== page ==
To prevail on a breach of a restrictive covenant claim, the plaintiff-employer must demonstrate that, in addition to the fact that the employee has violated the covenant, the contract provision is reasonable. Raimonde v. Van Vlerah, 42 Ohio St.2d 21, 325 N.E.2d 544 (1975). Raimonde at 26, 325 N.E.2d 544. A restrictive covenant is reasonable if "it is no greater than is required for the protection of the employer, does not impose undue hardship on the employee, and is not injurious to the public." Raimonde at 26, 325 N.E.2d 544. Economou v. Physicians Weight Loss Centers, 756 F.Supp. 1024 (N.D. Ohio 1991) (court held that a covenant not to compete for one year within a fifty mile radius of the plaintiff's business was reasonable).

Further, even an unreasonable covenant will be "enforced to the extent necessary to protect the employer's legitimate interests." Id.; and Rogers v. Runfola & Assoc., 57 Ohio St.3d 5, 565 N.E.2d 540 (1991). In Rogers, the covenant in question prohibited *158 the defendant-employee from providing stenography service in Franklin County, Ohio for two years and from ever approaching any of the employer's clients. The court held that the covenant was unreasonable, and modified it so that the employee was only prohibited from working as a stenographer or soliciting employer's clients for one year. The court believed that the provision preventing the employee from ever soliciting business from plaintiff's clients was simply too extreme and overbroad.

The Court finds that there is a substantial likelihood that the plaintiff will be able to establish that the restrictive covenant is reasonable. There is no way, short of banning King from working for Sid Richardson, of insuring that King will not divulge the information he has regarding Cabot's industrial division. Further, King is not completely precluded from pursuing any type of employment in chemical sales. He is only prohibited from accepting employment from a competitor in the carbon black industrial market.[6] Also, the covenant is only for one year and King will be paid $35,000 during that year for not competing; therefore, the covenant will not impose upon King an undue hardship.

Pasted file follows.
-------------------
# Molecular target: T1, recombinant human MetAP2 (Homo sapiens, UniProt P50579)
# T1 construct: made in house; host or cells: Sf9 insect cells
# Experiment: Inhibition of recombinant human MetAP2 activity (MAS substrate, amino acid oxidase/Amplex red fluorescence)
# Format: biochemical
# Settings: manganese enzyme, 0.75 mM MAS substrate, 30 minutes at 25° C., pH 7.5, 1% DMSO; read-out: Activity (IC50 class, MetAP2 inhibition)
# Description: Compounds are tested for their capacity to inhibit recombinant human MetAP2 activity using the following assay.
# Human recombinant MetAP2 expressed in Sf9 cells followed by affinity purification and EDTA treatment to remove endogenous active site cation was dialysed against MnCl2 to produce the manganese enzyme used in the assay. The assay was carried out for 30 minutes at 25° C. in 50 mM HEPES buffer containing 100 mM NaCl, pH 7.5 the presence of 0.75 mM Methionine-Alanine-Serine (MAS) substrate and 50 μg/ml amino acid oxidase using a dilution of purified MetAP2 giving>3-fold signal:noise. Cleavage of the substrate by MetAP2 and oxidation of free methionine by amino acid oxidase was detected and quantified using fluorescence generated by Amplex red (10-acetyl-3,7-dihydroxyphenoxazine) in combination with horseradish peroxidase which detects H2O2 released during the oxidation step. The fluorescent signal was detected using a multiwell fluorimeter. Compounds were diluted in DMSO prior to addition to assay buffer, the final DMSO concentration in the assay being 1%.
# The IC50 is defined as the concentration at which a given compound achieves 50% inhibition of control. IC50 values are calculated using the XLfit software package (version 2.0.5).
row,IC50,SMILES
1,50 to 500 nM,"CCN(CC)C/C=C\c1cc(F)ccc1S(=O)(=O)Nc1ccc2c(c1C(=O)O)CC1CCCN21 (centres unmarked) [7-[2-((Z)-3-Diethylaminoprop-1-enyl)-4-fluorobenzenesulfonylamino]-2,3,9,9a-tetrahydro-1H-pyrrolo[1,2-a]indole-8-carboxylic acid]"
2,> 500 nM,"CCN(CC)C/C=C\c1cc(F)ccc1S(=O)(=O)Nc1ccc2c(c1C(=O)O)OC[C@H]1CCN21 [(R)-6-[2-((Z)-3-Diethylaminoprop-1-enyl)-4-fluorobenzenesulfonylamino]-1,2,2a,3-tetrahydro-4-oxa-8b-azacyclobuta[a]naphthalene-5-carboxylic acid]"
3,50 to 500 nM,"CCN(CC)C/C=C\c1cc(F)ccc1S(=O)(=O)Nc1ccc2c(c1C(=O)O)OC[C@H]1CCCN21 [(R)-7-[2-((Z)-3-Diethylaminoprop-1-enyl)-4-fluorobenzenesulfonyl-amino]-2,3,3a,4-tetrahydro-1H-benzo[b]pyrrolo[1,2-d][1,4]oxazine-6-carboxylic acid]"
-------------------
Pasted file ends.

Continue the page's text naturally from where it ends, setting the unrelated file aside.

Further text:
Finally, King argues that Cabot has failed to make a showing of irreparable harm if the preliminary injunction is not imposed. In his affidavit, King noted that he will be working in the tire division, and has agreed not to disclose his confidential information regarding Cabot's industrial division to Sid Richardson. Further, King argues that "given the fact that carbon black is a fairly generic commodity, it is just as reasonable to assume that Plaintiff will lose absolutely no business or customers." Opposition Brief at 4.

The Court finds, however, that Cabot will suffer irreparable harm if the preliminary injunction is not granted. King has a great deal of knowledge regarding prices and customers in the industrial division at Cabot. If Sid Richardson is given the opportunity to extract this information from King, Cabot could lose its client base and face financial ruin. Cabot should not have to rely on his adversary's "promise" to insure the protection of its rights. Additionally, it does not seem to follow that because carbon black is a generic product, there is little chance of Cabot losing business.